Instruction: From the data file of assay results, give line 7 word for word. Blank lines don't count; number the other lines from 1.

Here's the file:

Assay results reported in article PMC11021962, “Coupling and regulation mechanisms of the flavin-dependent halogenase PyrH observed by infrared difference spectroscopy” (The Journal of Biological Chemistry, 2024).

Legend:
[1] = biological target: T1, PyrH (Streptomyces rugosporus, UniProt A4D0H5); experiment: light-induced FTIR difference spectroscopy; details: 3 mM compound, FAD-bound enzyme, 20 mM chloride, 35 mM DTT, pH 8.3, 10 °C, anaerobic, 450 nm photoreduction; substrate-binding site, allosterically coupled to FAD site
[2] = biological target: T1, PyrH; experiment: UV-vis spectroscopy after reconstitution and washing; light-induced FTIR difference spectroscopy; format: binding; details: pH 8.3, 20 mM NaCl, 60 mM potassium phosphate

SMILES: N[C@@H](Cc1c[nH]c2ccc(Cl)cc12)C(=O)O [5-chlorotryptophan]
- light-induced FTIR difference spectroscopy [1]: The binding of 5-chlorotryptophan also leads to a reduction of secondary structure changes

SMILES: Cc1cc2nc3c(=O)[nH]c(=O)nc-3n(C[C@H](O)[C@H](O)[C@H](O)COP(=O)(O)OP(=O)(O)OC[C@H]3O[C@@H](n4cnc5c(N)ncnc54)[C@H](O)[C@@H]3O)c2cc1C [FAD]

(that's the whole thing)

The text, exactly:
SMILES: Cc1cc2nc3c(=O)[nH]c(=O)nc-3n(C[C@H](O)[C@H](O)[C@H](O)COP(=O)(O)OP(=O)(O)OC[C@H]3O[C@@H](n4cnc5c(N)ncnc54)[C@H](O)[C@@H]3O)c2cc1C [FAD]